We are being invited, both by our conditions and circumstances and by people in our profession to “get online and do tele-medicine.” However much of what we do as acupuncturists does not translate well, as our most critical tool cannot be used in a digital form.
The questions that I’ve been noodling through for the past month plus are what is the essence of my work when I don’t have access to my kit of tools? And how would I describe what I do, when I can use my needles?
In this rebroadcast of a Lhasa webinar with Daniel Schulman, Alaine Duncan and Amy Mager as we explore the opportunities and challenges in this moment of transformation.
Alaine Duncan has a unique approach acupuncture that integrates modern understandings of the neuro-biology of traumatic stress with ancient healing principles from Chinese medicine. This clinical fascination has carried her heart to places and people she never imagined when she graduated from acupuncture school in 1990, and completed Somatic Experiencing training in 2007.
She founded Integrative Healing, LLC in 2012 with a goal to integrate the wisdom of Chinese Medicine with the study of neurobiology and traumatic stress in both the classroom and the treatment room. Her research background includes studies assessing the impact of integrative medicine on compassion fatigue in military caregivers; acupuncture for treatment of combat-related traumatic stress, chronic headaches in Veterans with traumatic brain injuries, pain in Veterans of all conflicts, and Gulf War Veterans Illness.
Alaine was a founding member of the Integrative Health & Wellness program at the DC Veterans Administration Medical Center where she served as a clinician and researcher from 2007-2017.
Daniel Schulman graduated from New England School of Acupuncture in 1999. He has been in private practice in Charlottetown, Prince Edward Island, Canada since then. He founded and chairs the Association of Registered Acupuncturists of Prince Edward Island.
For twenty years, Daniel’s clinical work centred around Japanese palpatory approaches, primarily those in the Nagano/Matsumoto lineage (but also including Keiraku Chiryo). Following Nei Jing studies with Ed Neal, he expanded this into a more focused six channels perspective and in particular, an exploration of and fusion with Nei Jing Ren Ying Cun Kou pulse diagnosis. This work involved what he calls a reverse engineered ‘palpate first, ask questions later’ approach. More recently, Daniel has found himself in a radical clinical transformation via the elegant Sa’Am fusion of I Ching, 5 Phases and Six Levels.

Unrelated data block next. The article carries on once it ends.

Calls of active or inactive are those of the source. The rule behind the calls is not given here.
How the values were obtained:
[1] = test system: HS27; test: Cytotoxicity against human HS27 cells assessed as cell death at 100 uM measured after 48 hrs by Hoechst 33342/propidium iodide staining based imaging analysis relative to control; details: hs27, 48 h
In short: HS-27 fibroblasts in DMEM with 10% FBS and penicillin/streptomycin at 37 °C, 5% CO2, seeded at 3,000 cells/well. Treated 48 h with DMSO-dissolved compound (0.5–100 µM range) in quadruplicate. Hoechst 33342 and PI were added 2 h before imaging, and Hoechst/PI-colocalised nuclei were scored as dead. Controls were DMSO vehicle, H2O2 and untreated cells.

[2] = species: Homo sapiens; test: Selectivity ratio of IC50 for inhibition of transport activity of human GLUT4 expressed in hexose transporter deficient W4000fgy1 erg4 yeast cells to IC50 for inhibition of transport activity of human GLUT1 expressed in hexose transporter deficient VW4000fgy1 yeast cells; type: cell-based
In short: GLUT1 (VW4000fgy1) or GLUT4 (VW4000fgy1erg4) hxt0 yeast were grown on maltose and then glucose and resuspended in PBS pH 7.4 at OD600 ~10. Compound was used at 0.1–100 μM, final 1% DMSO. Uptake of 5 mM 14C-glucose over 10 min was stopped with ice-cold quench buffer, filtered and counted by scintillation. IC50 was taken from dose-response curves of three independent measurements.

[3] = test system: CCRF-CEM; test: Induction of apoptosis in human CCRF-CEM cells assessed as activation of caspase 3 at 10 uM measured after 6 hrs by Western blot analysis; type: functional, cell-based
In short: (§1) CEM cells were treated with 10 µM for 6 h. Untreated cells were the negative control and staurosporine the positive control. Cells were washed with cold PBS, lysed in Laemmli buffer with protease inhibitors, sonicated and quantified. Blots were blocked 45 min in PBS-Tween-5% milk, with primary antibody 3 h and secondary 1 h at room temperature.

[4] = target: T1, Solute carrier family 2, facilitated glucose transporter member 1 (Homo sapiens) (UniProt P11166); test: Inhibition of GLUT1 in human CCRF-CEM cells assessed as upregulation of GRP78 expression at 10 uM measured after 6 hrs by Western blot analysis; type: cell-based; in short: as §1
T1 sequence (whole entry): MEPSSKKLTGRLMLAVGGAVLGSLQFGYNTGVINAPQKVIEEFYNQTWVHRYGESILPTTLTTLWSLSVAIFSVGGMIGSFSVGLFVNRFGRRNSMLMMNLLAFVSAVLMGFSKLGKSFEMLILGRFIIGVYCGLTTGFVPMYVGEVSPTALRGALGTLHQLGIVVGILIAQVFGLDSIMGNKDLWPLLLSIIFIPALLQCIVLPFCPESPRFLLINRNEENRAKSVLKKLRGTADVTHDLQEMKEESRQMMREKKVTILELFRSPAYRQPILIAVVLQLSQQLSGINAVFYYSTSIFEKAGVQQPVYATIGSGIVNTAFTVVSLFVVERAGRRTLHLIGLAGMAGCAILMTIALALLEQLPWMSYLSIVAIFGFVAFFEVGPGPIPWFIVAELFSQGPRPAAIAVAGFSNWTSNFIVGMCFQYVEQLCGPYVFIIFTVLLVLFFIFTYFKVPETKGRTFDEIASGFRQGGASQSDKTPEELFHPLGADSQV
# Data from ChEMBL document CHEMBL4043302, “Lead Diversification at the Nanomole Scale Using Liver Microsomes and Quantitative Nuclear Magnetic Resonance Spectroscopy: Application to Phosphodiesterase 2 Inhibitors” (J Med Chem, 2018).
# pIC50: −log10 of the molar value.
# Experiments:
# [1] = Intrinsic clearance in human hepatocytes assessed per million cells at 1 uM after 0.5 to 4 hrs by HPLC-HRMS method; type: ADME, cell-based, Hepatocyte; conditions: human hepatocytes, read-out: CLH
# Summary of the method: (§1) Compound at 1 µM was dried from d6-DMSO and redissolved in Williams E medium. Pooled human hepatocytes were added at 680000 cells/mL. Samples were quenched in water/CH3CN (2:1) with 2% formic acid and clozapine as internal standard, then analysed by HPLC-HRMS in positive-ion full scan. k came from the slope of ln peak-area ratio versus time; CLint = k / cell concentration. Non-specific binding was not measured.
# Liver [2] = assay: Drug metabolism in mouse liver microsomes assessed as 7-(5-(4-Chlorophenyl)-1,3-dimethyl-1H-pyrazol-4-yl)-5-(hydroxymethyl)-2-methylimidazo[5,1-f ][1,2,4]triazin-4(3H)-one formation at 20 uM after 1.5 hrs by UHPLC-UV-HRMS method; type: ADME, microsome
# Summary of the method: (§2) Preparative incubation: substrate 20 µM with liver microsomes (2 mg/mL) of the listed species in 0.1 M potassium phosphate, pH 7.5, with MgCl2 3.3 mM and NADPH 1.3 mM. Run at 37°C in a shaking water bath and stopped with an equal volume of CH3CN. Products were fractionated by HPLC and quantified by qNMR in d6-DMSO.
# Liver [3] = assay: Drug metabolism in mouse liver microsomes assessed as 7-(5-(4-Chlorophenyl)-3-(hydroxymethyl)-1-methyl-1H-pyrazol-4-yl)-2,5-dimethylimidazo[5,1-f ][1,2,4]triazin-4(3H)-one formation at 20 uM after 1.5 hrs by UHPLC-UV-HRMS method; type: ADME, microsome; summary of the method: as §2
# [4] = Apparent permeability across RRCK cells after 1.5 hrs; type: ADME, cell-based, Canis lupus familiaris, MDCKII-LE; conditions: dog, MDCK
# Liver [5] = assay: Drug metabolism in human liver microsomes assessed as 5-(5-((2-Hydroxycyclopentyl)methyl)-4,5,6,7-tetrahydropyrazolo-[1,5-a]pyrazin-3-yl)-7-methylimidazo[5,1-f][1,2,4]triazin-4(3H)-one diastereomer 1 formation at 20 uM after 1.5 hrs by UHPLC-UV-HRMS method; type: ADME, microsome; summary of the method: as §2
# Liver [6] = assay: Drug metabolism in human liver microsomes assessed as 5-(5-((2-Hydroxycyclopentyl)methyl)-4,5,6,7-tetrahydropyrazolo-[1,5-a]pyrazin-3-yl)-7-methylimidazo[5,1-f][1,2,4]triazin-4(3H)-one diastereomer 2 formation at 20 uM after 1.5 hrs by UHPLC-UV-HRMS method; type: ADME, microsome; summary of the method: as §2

Daniel has written many articles, published in the Journal of Chinese Medicine, the Journal of Alternative and Complementary Medicine, the North American Journal of Oriental Medicine and more. A full list can be found on his website, www.danielschulman.ca where he also blogs.
Daniel’s daily practice is guided by three existentially terrifying realizations;
- Anything can be anything (in other words, dysfunction in just about any channel or channel combination could be underlying just about any symptom)
- Most patients exhibit no less than 12 ‘patterns’ and often more
- At any moment in the clinical encounter, there are 10,000 things happening and at even the utmost level of awareness and presence, we may become aware of at most 30-40 of them.
Daniel marvels at the fact that even after two decades in practice, every day is novel, new and fascinating.
Amy Mager has been licensed to practice acupuncture and Chinese herbal medicine since 1990. Amy graduated Magna Cum Laude from Brandeis University, and earned her MS in Chinese Medicine from ACTCM in 1989 and her Doctorate in Acupuncture, Chinese Medicine and Integrative Medicine from the Pacific College of Oriental Medicine in 2017. She apprenticed with midwife and acupuncturist. Raven Lang L.Ac. for two years. She has been in private practice in CA and MA for over 29 years. She serves as Vice Chair of the American Society of Acupuncturists and has served on the Board of the Acupuncture Society of Massachusetts as well as a board member at large of the Maternity Acupuncture Association. She has served on the board of uprooted, a Jewish response miscarriage and pregnancy as well as the Green River Doula Network. Amy is also a trained birth educator, birth assistant, lactation counselor and End of Life doula.
Amy has been published in the books Parenting From the Heart and Round the Circle as well as on Huffington Post. Amy has published two articles in the Pacific College of Oriental medicine newsletter and JASA with her writing partner Christine Cronin DACM, Lic.Ac.. One on postpartum care, and 11 heat therapy. She has a bi-weekly radio segment with Bob Flaherty on WHMP, “Healing Outside the Box, Inside the Heart”. For a more in depth bio please visit www.WellnessHouseNorthampton.com